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Proxify.com Cease and Desist Email and Call

Discussion in 'BlackHat Lounge' started by JCash21, Jun 3, 2009.

  1. JCash21

    JCash21 Registered Member

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    You have got to be fucking kidding me!!!

    Even received a call from the CEO who is demanding I send my domains to their godaddy account without compensation. Shouldn't they have disabled the use of these domains or at the very least registered them since they seem to be soooo very concerned with protecting the (broad and widely used term by many, I might add) company name. Greedy SOBs.

    Screw YOU [​IMG]:rocketwho

    I told him that I will consider. Do I have any options here?

     
  2. purebackend

    purebackend Newbie

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    Gotta love when 'official' letters have big errors in them. Such as June 2nd, 2008.. Pretty sure that was awhile ago :) Guess you'll have to build a time machine just to reply in time.

    Cease and desists are normally just scare tactics at the start. However, they can pursue if it's worth it for them. If you're not making any coin off of the domain, then offer to sell it to them at reasonable price. If you are making coin off of it, then get the domain and setup a little more anonymous and BP so at least they won't call you at home hehe.
     
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  3. tattoo

    tattoo Regular Member

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    Yes, just ignore him. If he really wants it let me him take it to WIPO arbitration. It will cost him 2k just in filing fees.

    GoDaddy will not yank it from you unless they get notice from WIPO.
     
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  4. newss

    newss Junior Member

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    You are right, they are generally scare tactics. But if your website is extremly similar to Proxify's site, and they feel you are threatening their business. They can sue you for damages, have the court order you to transfer your domain names.

    In this case, it almost looks as though you had intentionally reserved the names with the proxify mark...

    My suggestion: If you are feel extremly threatened call a patent attorney and ask for a free consultation.

    Personally, if you just talked to him I wouldn't worry about it. Do not reply back to the email, and don't sign for any certified letters. If it's serious enough, wait till his attorneys send you a letter and then figure out what your going to do.

    More than likely he's only going to offer you a few $$ for the domains if anything at all. Proxy sites are very easy to get traffic for, once you set one up... Unless your domains are the next anonymizer don't expect to recieve anymore than $50-100 for the lot of domain names.
     
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  5. dloader22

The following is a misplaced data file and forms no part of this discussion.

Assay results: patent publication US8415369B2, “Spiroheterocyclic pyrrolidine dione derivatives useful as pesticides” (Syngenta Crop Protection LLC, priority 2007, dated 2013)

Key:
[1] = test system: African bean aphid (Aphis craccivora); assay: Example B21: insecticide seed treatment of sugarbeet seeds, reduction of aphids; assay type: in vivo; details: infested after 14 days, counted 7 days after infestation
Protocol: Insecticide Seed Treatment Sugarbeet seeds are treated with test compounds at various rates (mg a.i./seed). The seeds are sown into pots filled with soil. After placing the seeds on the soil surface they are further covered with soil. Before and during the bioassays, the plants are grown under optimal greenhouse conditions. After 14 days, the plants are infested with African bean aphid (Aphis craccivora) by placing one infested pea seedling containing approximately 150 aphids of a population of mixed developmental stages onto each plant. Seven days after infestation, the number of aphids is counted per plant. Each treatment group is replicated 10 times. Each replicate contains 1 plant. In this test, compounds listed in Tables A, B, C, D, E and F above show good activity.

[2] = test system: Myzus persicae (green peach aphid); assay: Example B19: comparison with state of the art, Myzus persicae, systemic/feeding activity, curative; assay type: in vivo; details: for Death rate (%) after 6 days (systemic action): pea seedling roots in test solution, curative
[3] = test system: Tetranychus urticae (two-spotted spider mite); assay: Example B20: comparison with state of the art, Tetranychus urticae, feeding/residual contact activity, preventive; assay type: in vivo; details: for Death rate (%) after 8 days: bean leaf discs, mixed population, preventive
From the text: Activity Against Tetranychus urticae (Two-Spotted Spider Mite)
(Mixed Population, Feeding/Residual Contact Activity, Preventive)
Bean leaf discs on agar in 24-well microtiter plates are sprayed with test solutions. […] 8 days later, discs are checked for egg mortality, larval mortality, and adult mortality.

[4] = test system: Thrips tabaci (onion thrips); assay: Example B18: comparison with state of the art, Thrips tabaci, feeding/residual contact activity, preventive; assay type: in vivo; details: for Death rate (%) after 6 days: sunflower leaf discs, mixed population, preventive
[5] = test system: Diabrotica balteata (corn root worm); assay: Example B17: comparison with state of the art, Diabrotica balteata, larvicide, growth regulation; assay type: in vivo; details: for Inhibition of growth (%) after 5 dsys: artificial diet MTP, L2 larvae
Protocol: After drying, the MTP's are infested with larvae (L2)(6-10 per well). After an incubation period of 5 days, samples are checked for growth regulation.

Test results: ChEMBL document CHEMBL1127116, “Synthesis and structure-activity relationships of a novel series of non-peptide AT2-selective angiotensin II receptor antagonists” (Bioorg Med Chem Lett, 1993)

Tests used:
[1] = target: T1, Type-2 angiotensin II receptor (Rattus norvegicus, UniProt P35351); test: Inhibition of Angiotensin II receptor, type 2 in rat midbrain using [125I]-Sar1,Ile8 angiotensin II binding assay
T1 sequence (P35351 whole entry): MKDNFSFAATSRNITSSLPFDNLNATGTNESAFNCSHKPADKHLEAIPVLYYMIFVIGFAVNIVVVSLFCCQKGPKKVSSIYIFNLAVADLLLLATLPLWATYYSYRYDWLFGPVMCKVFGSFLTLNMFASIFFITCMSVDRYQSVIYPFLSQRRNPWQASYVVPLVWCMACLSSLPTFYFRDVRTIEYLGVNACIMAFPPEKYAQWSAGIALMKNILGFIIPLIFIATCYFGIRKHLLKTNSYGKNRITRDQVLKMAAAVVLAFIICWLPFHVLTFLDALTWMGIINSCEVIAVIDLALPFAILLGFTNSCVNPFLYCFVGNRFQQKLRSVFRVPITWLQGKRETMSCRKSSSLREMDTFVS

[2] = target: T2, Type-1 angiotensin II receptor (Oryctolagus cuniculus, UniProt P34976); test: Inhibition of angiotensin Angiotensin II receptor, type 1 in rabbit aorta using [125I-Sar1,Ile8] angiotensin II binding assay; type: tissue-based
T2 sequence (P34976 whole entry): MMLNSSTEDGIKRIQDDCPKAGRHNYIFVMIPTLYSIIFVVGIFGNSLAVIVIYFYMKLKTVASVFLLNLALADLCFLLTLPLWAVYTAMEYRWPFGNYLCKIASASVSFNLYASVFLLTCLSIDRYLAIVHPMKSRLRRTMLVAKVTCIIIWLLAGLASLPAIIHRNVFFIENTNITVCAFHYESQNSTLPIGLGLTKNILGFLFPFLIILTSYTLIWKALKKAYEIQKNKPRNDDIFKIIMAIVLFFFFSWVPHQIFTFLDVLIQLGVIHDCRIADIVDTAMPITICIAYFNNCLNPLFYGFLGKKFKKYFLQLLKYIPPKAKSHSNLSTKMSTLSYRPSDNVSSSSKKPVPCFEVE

dloader22 Junior Member

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    Those letters are a joke. If they really wanted to sue you they would have already. And I've been sued before and "got served" the court documents, most lawsuits never even make it to court because you can call up the other part basically tell them you are broke and settle for a few hundred bucks thats if you really are in the wrong but there really is no merit to their claim so you got nothing to worry about unless you are extremely rich or something then you might wanna work things out with them.
     
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  6. JCash21

    JCash21 Registered Member

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    Thanks for the responses guys.. I actually hadn't even heard of proxify.com until after I had registering my domains. They're basic proxy sites that are going to go through some SEO for standard (not company/proxify related) keywords. I was even fixing to slap some Proxify.com banners on them before I got this call from Justin Schlecter. That sure as heck won't be happening now - I don't promote greedy corporations, no matter how much potential their affiliate material may have.

    My specific gripe is about the domain I have, Proxyify#.info. Notice PROXYify. Proxify.com was registered in 2003 and now have taken to monopolizing a term that has been in the proxy niche for nearly 10 years before they were around. Now they require me to hand over domains I registered with my money, without compensation, and when they could have A. Registered them for their business or B. Restricted the registration of such domains. This seems to be a more passive form of armed robbery to me. To hell with 'em. I'll wait on a letter and weigh my options.
     
    Last edited: Jun 3, 2009
  7. newss

    newss Junior Member

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    The problem you have, is you are promoting Proxy services on the site, what specifically the trademark application sought to protect. For example, if you had registered proxyify and offered some type of "regular post office mail forwarding" acting as a proxy for that person, you would have a chance. But unfortunatly given the fact that the domain is very similar and your offering the services, it's would be most likely up to a Judge to decide whether your domains infringe on their trademark.